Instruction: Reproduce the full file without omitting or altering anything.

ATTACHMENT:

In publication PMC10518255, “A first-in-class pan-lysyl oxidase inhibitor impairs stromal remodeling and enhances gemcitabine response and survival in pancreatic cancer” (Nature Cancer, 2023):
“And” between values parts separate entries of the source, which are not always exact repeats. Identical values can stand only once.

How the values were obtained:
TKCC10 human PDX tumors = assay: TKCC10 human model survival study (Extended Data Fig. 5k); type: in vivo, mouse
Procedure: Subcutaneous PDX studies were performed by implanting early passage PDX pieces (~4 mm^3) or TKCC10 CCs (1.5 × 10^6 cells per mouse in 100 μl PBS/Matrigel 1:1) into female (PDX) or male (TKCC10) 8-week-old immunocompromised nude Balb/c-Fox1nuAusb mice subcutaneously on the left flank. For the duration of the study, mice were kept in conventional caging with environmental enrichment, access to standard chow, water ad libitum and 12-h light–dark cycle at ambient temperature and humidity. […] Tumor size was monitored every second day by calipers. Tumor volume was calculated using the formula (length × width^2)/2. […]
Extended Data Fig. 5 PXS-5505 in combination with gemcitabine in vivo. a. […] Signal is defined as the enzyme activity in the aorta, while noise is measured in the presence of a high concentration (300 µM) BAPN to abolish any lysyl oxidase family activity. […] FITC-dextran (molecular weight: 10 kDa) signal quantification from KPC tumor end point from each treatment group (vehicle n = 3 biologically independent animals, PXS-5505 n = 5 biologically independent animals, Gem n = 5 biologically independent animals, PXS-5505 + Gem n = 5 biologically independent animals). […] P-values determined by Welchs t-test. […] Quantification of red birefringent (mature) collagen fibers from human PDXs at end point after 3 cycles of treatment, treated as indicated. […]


In publication PMC10518255, “A first-in-class pan-lysyl oxidase inhibitor impairs stromal remodeling and enhances gemcitabine response and survival in pancreatic cancer” (Nature Cancer, 2023):
“And” between values parts separate entries of the source, which are not always exact repeats. Identical values can stand only once.

How the values were obtained:
TKCC10 human PDX tumors = assay: TKCC10 human model survival study (Extended Data Fig. 5k); type: in vivo, mouse
Procedure: Subcutaneous PDX studies were performed by implanting early passage PDX pieces (~4 mm^3) or TKCC10 CCs (1.5 × 10^6 cells per mouse in 100 μl PBS/Matrigel 1:1) into female (PDX) or male (TKCC10) 8-week-old immunocompromised nude Balb/c-Fox1nuAusb mice subcutaneously on the left flank. For the duration of the study, mice were kept in conventional caging with environmental enrichment, access to standard chow, water ad libitum and 12-h light–dark cycle at ambient temperature and humidity. […] Tumor size was monitored every second day by calipers. Tumor volume was calculated using the formula (length × width^2)/2. […]
Extended Data Fig. 5 PXS-5505 in combination with gemcitabine in vivo. a. […] Signal is defined as the enzyme activity in the aorta, while noise is measured in the presence of a high concentration (300 µM) BAPN to abolish any lysyl oxidase family activity. […] FITC-dextran (molecular weight: 10 kDa) signal quantification from KPC tumor end point from each treatment group (vehicle n = 3 biologically independent animals, PXS-5505 n = 5 biologically independent animals, Gem n = 5 biologically independent animals, PXS-5505 + Gem n = 5 biologically independent animals). […] P-values determined by Welchs t-test. […] Quantification of red birefringent (mature) collagen fibers from human PDXs at end point after 3 cycles of treatment, treated as indicated. […]